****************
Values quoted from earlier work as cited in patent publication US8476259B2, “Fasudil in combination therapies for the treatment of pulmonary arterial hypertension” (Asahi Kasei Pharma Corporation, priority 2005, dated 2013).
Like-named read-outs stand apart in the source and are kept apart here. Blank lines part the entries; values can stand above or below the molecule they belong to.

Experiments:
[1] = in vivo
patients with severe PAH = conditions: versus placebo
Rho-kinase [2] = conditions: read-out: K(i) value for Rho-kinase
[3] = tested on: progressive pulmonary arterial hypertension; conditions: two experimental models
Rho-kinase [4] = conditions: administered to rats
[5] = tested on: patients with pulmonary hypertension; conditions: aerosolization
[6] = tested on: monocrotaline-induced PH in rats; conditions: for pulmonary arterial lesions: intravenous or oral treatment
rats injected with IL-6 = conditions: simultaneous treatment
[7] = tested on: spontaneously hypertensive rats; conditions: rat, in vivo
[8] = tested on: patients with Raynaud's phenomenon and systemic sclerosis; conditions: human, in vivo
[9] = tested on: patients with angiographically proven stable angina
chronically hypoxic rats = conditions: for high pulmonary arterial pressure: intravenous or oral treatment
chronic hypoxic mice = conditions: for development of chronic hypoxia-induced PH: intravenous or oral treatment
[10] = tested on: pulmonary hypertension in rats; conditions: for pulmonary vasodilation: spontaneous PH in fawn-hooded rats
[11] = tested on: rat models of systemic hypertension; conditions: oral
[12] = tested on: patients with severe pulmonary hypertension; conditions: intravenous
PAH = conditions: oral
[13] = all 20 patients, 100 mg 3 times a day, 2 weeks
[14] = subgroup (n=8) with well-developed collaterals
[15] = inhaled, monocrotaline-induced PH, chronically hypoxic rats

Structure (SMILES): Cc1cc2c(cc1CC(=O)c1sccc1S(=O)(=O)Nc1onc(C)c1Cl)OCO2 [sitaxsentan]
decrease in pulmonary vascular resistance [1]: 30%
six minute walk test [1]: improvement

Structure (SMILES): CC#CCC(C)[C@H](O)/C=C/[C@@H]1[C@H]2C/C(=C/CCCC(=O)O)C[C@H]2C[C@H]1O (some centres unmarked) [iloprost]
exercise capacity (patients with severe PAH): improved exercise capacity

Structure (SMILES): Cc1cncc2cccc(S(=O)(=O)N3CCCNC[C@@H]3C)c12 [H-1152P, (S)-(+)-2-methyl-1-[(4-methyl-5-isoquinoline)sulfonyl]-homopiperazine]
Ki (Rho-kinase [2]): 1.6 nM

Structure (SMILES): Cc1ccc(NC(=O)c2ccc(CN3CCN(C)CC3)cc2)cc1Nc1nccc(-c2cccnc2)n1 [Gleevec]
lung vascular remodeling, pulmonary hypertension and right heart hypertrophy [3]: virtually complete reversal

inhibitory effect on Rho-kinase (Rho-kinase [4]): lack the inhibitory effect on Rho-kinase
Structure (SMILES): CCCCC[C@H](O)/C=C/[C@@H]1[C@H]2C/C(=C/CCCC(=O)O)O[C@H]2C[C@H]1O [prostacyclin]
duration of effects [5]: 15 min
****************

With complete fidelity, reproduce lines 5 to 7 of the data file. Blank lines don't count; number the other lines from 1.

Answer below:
patients with severe PAH = conditions: versus placebo
Rho-kinase [2] = conditions: read-out: K(i) value for Rho-kinase
[3] = tested on: progressive pulmonary arterial hypertension; conditions: two experimental models